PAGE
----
What Are We Doing Here?

Message delivered at Durham Friends Meeting, June 4, 2017

“What are we doing here?”

I wrote those words on a sheet of paper a few hours after I agreed to bring today’s message. I don’t really know where they came from. My spiritual life is often like that: suddenly there’s a little bit of something on my mind, and I’m tugging at it trying to unravel a knot. The unraveling often takes several days or even weeks. So here I am unraveling in front of you.

What are we doing here? For me, the question brings back memories of “Do we have to go?” That’s a question from my childhood – one more often thought to myself than asked out loud. I knew that it wasn’t up to me. But now that it is up to me, “What are we doing here?” I think, is the grown-up version of that childhood question.


So what are we doing here?

We come from many directions, from miles away, from many different starting points, each Sunday morning.   With my family on First Days, I drive by a Baptist Church and a Presbyterian church in Topsham, drive by the newly planted Hope Church on Pleasant Street in Brunswick, pass close by a Unitarian Universalist, an Episcopalian, and a Roman Catholic Church, and then drive 10 minutes further to be here, a little brick Quaker Church off by itself in Durham.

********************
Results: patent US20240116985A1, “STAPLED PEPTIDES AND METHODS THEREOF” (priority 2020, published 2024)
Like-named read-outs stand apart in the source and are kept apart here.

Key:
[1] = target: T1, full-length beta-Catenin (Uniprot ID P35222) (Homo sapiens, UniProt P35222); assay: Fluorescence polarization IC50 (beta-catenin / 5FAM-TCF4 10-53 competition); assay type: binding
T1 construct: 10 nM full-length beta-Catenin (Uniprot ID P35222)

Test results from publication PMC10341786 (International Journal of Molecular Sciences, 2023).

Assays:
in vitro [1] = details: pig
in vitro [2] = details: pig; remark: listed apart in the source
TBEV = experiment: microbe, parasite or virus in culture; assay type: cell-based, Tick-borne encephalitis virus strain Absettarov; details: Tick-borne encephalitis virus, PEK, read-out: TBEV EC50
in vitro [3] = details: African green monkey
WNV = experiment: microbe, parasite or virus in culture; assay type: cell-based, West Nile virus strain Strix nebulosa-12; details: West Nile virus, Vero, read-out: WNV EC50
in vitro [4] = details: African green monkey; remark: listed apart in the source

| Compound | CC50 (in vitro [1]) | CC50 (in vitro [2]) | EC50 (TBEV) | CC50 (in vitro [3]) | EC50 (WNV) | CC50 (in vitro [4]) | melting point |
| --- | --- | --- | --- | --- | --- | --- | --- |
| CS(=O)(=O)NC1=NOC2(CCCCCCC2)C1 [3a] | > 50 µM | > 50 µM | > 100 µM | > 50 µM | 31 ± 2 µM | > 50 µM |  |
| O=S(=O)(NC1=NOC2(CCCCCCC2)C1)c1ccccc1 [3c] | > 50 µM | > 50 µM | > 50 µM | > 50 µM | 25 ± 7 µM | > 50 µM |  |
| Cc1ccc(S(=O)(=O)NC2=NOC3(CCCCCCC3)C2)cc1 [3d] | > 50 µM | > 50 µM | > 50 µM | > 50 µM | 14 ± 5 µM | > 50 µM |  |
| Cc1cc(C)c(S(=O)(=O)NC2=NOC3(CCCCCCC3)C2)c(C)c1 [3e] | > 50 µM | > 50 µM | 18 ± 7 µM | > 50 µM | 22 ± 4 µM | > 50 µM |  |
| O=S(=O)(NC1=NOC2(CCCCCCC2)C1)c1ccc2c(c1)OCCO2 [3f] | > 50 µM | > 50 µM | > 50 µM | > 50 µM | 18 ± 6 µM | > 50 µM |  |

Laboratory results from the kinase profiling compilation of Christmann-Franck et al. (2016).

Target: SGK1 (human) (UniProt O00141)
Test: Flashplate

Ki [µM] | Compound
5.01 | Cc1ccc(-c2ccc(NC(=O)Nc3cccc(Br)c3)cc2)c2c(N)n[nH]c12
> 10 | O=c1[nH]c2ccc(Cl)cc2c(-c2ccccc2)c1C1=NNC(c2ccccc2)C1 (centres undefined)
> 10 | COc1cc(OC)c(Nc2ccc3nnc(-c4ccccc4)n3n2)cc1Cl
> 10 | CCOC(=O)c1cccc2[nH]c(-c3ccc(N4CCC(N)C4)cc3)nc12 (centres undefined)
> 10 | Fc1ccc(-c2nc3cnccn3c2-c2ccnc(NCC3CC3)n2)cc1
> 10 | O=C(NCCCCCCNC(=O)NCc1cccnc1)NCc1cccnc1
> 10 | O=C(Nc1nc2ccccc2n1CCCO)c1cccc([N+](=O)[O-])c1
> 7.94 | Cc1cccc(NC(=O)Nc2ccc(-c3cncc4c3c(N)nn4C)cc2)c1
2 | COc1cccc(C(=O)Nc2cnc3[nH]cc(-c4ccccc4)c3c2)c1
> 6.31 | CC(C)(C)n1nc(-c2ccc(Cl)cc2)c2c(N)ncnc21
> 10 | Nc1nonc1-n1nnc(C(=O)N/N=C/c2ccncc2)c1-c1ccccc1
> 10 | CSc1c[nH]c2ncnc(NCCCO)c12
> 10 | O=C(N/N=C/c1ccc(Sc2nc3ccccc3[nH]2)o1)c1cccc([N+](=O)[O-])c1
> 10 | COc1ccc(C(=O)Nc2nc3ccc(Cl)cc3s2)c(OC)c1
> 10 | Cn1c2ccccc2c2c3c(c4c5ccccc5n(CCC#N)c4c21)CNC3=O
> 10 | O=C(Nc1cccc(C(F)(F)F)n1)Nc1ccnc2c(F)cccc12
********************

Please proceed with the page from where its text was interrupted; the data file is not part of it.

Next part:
Probably all of us drive by a variety of other churches to get here.

Quakers have been worshipping on this site since the American Revolution. This part of Maine was an area of settlement for Quaker farmers. This was the Meeting they established. There has been an officially recognized Quaker Meeting here since 1790. This particular building has been here since 1829. There are a lot of memories in these walls.